Thursday, August 25, 2016

Thursday Tea Time - Pig Out

I had seen Teapigs when traveling at coffeeshops near the register (The Broadmore in Colorado Springs and Hudson's Coffee in Sydney), but never tried them.  The name/brand popped up recently on Facebook and Instagram feeds and I decided to check it out.   They have a cute website and a fast response when I asked where in Houston I could find them - Central Market!
And Central Market carries the tea "temples" in about six different flavors - I controlled myself and only bought two.  And they were on sale $6.79 (regular price $7.99).  I got the Mao Feng Green Tea (North American Tea Champion - First Place 2013 and Great Taste 2015 -- awards for green tea?  So buying!) and how could I resist Chocolate Flake Tea?!

You get 15 tea temples per resealable (so keeping!) box inside a plastic wrap.

The Mao Feng (click on the link for a cute story) tasted good plain and hot -- sweet grassy...but even better when I added just a little bit of creamer, which really brought out the fruity peach/apricot flavor.

Chocolate Flake has to be hands down the best chocolate tea I've tried.  No cloying, artificial flavor or a "let's mix tea and hot cocoa together!" (busted) -- just a hint of real chocolate.  And it was successfully able to kill the afternoon carb crazy hour - whomp.  And look, over 110 reviews on their site with 5 stars.  I also saw they have a Chocolate Mint - may have to order that one online.  (Seriously, who ever writes their advertising copy should also win an award.)  This also tasted better to me with a little bit of half and half to let the chocolate out.

I will give both of these 5 stars and am running back to Central Market to get/try more.  You should, too!  Maybe then they will carry more flavors.  That's how I think and drink.

Photo Gallery:

Looks nice!
Mao Feng after brewing!  Poof!

Mao Feng - pretty color!
 Chocolate Flake - oh yes, you can tell that's chocolate!

Tuesday, August 23, 2016

Color me Magnolia




Fixer Upper Joanna Gaines has her own line of paint colors -- aren't these gorgeous?  Hopefully you can zoom in and see the names and descriptions!

Monday, August 22, 2016

Go West


West, Texas
Highway art
Exit 353 - I-35
Before you get to Waco from Dallas, you pass through West, Texas - which should be named Kolache, Texas.  We stopped at the Czech Stop and of course, had to get some kolaches.  Pumpkin, pineapple and coconut cream.  
Pumpkin!

Pineapple and Coconut Cream!
And a loaf of jalapeƱo cheese bread.  And a maple walnut twist.   

Zoom in to the above right sign handing from the ceiling and see
all what they go through each week!
And a cookbook, as I am an avid collector of these self-published community cookbooks.  It was filled with recipes and artwork.  A wonderful and potentially tasty addition to my collection!

Texas Sesquicentennial Edition
1986

And there are sketches throughout



Plus there are five recipes for Apple Strudel!  Hubby loves apple strudel and I'm always looking for new recipes.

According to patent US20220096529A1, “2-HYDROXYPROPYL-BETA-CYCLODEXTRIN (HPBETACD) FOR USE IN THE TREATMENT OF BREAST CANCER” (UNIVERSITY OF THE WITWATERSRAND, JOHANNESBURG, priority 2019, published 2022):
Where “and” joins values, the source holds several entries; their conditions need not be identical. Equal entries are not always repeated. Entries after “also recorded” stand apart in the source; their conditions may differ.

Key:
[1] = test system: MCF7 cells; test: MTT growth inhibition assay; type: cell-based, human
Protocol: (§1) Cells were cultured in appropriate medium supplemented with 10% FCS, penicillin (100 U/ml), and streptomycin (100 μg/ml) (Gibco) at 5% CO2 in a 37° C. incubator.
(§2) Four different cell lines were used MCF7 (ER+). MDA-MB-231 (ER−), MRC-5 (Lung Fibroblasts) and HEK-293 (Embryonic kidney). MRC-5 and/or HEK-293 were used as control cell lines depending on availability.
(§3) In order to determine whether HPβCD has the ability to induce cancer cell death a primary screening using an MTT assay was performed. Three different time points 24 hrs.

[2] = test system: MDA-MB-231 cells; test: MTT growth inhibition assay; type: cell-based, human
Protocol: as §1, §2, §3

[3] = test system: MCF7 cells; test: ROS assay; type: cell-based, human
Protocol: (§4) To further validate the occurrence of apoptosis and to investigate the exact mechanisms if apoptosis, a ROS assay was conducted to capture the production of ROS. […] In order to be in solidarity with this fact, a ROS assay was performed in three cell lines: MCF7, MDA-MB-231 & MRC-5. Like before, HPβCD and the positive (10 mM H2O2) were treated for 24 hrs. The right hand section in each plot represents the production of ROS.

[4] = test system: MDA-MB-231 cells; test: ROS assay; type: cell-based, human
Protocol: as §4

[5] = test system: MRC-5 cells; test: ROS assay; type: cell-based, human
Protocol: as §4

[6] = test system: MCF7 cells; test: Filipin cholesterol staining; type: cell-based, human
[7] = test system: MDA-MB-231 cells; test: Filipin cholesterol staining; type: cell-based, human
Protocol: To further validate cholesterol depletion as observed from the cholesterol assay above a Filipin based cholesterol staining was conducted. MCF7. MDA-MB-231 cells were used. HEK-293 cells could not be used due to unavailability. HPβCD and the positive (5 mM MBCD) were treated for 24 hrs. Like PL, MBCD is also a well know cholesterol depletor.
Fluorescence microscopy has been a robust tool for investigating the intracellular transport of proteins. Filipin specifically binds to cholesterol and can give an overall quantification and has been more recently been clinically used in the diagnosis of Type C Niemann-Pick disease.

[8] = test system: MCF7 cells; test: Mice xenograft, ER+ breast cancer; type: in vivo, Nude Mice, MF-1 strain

It seems there's hope for them reconciling when Peggy looks at Charlie with new eyes and (citing a reference from her grandfather who claimed that her grandmother's strudel kept the family together)...

[present-day Charlie has just begged for another chance with Peggy]
Peggy Sue: Charlie, I'd like to invite you over to your house this Sunday for dinner... with your kids.
[Charlie hesitates, unbelieving]
Peggy Sue: I'll make a strudel.

One of my all-time favorite movies!  Who doesn't like time travel?

And visiting small Texas towns, driving and eating your way across Texas!

Sunday, August 21, 2016

Three Free

I thought the Naples and the Charcoal made an interesting combination.

The other day I received in the mail three (free) tubes of Grumbacher watercolors - Charcoal Gray A042, Naples Yellow Hue A146 and Vermilion Hue A224 in the 7.5 ml size.  They retail for $4.95 each.



Charcoal Grey - Charcoal Grey is a dark neutral gray made, from carbon. This color has excellent tinting strength and is perfect for the grisaille technique.
Pigment Info   PBk6
Lightfastness Excellent
Non-Staining
Temperature Cool

Naples Yellow Hue - Naples Yellow Hue is a lightfast Light Yellow with a Red undertone. It is similar to a Cadmium Yellow Light, but with a muted chroma. Originally made with a toxic lead pigment that is no longer available, Grumbacher's safe version duplicates the masstone, undertones and mixing qualities of the original in every way. Traditionally used in landscape where a receding yellow is required. Also incorporated in flesh tones.
Segment Info  PY3/PBr7/PR178/PW6
Lightfastness Very Good
Non-Staining
Temperature Warm

Vermillion Hue - Vermillion Hue is a bright mid-range red that has a masstone and undertones identical to the obsolete and toxic mercury based Vermillion of the past. This red has infinite uses in painting.
Pigment Info   PY65/PR188
Lightfastness Very Good
Staining
Temperature Warm